Question 4.3 focused on the hands of the speaker.

The answer to this question was captured as a numeric value, with 5 being given to I could clearly see the hands and a value of 1 to I had difficulty seeing the hands.

Question 4.4 Possible answer The video was the right speed. The video was too slow/too fast.

This question, as is the case with question 4.1, was added in response to the comments participants made during the pilot study. The two main complaints were blurred motion and the speed of the video clip being wrong.

This and blurring of motion is a function of the frame rate of the video clip. The lower the video clip’s frame rate the lower the rating should be for questions 4.1 and 4.4.

The answer to this question was captured as a numeric value, with 5 being given to the video was the right speed and a value of 1 to the video as too slow/too fast.

Question 4.5 Possible answer I knew all the signs. Some signs were unknown to me.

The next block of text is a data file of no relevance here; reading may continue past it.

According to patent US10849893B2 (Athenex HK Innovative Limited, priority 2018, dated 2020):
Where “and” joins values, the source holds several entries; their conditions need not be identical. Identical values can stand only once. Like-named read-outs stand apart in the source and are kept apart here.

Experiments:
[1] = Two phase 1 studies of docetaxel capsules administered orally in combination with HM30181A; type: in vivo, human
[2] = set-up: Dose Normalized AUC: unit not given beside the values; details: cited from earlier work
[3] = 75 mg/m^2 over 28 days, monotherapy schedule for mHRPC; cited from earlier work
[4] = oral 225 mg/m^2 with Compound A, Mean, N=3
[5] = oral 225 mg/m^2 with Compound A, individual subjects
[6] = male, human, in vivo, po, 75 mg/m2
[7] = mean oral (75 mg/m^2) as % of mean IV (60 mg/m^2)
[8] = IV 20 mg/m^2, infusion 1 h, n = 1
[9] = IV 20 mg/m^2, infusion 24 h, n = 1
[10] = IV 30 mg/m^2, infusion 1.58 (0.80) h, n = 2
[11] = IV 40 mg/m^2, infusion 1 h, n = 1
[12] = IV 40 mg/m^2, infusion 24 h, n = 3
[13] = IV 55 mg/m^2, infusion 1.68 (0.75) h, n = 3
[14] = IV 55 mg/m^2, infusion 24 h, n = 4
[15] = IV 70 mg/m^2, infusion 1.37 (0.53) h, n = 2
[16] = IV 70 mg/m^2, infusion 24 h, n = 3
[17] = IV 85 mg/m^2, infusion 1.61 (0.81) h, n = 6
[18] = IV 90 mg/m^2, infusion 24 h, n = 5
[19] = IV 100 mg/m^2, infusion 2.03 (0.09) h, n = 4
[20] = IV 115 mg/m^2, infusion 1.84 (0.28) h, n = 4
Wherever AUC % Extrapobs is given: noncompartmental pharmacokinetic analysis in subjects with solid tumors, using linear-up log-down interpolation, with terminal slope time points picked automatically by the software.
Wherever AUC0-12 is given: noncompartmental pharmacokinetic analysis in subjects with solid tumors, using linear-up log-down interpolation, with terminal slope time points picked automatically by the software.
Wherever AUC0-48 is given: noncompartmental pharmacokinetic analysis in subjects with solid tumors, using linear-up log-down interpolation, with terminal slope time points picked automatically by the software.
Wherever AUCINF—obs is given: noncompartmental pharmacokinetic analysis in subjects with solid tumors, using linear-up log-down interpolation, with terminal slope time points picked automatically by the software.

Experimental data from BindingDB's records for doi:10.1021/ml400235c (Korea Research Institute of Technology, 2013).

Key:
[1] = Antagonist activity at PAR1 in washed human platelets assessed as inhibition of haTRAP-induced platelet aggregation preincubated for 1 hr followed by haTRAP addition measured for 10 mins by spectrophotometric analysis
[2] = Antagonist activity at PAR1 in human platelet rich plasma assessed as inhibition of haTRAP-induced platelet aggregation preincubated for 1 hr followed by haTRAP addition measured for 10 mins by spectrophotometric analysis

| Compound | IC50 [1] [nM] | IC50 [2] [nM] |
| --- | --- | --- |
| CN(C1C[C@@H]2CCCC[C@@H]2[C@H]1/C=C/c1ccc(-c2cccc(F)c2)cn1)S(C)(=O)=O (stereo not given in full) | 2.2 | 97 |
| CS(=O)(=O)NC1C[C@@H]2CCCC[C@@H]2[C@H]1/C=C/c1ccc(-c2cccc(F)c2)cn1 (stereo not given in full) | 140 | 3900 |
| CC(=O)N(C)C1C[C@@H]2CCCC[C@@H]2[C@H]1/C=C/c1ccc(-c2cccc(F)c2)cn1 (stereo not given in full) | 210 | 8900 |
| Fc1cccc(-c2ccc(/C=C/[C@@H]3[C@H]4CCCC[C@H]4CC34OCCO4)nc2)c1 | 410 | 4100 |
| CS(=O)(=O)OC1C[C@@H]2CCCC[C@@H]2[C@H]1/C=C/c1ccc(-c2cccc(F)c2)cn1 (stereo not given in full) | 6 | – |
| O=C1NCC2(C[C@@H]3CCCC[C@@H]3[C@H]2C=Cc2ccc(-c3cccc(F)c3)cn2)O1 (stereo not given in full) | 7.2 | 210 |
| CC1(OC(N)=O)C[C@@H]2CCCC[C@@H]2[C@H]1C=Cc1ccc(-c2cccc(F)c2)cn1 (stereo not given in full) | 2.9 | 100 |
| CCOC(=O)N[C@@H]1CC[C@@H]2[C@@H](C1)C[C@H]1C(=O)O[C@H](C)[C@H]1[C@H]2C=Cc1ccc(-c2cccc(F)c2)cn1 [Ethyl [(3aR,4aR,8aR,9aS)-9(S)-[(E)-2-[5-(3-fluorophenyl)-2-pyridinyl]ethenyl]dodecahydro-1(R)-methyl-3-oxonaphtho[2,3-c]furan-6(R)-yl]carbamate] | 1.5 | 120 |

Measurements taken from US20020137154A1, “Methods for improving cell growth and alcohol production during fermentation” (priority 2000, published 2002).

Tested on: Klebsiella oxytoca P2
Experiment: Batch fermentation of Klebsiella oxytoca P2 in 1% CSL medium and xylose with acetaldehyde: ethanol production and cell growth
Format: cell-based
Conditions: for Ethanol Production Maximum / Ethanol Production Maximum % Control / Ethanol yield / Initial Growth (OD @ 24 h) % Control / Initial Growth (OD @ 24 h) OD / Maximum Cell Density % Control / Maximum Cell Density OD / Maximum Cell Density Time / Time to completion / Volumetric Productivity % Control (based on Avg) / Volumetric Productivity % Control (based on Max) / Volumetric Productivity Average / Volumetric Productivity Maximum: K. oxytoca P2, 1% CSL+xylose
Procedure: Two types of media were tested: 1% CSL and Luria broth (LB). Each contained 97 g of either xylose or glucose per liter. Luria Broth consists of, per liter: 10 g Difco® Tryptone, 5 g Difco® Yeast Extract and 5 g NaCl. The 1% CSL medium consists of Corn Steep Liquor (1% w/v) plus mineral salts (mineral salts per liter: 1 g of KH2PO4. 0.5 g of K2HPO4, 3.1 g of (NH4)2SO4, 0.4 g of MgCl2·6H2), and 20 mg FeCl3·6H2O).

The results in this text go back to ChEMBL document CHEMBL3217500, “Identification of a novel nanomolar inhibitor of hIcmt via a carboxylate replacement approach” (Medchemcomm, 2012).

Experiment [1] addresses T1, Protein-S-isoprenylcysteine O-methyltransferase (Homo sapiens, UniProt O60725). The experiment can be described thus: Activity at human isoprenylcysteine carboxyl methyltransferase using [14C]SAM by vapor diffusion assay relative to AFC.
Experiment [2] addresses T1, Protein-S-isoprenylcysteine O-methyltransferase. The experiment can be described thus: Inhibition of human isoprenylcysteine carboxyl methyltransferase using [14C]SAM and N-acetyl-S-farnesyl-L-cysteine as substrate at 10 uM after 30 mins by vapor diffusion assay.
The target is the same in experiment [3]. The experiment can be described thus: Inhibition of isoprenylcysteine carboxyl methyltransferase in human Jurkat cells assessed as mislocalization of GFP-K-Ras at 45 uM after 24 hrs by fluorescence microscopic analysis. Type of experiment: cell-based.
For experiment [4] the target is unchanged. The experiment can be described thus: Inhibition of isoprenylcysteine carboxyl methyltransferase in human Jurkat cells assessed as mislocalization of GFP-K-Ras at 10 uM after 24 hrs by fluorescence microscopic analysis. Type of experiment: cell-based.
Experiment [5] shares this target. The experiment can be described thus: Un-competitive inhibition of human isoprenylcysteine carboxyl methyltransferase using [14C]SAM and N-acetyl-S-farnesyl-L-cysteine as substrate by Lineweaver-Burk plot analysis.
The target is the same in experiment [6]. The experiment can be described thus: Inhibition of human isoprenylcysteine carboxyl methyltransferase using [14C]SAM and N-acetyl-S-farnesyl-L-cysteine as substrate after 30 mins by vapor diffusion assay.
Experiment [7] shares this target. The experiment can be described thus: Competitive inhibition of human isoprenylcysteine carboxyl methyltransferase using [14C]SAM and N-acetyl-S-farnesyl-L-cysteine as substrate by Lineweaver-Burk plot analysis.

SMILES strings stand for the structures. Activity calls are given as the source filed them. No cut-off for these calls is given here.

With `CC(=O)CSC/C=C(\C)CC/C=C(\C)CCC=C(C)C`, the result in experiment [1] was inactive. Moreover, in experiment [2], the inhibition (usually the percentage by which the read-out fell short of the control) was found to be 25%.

The pilot brought another question to mind. If a participant finds one of the Sign Language phrases unfamiliar, what impact will that have on their evaluation of the intelligibility of the video clip? This question was added in response.

The answer to this question was captured as a numeric value, with 5 being given to I knew all the signs and a value of 1 to some signs were unknown to me.

Question 5 How many times did you view this clip?

It was decided in this experiment to do away with the single view of video clip constraint and rather provide the participant the opportunity to review the clip as needed, but record the number of views on the questionnaire.

The single view constraint was removed to more closely resemble the conversational use of a Sign Language video clip where the listener could ask the signer to resign the previous phrase.

Question 6 Any other comments on this video?

Question 6 provided the participant the opportunity to give any general comments on the just viewed and evaluated video clip.

As with question 1, the answer to this question was captured, but no numeric value was assigned to the answer.

4.3 Observations With only six clips used during this experiment, instead of the 12 as in the pilot, there was no problem with oddly ordered clips (A1, A10, A11, A12, A2, A3 … A8, A9) and all video clips were selected and viewed without any problems. Again all participants were clearly familiar and comfortable using the cell phones.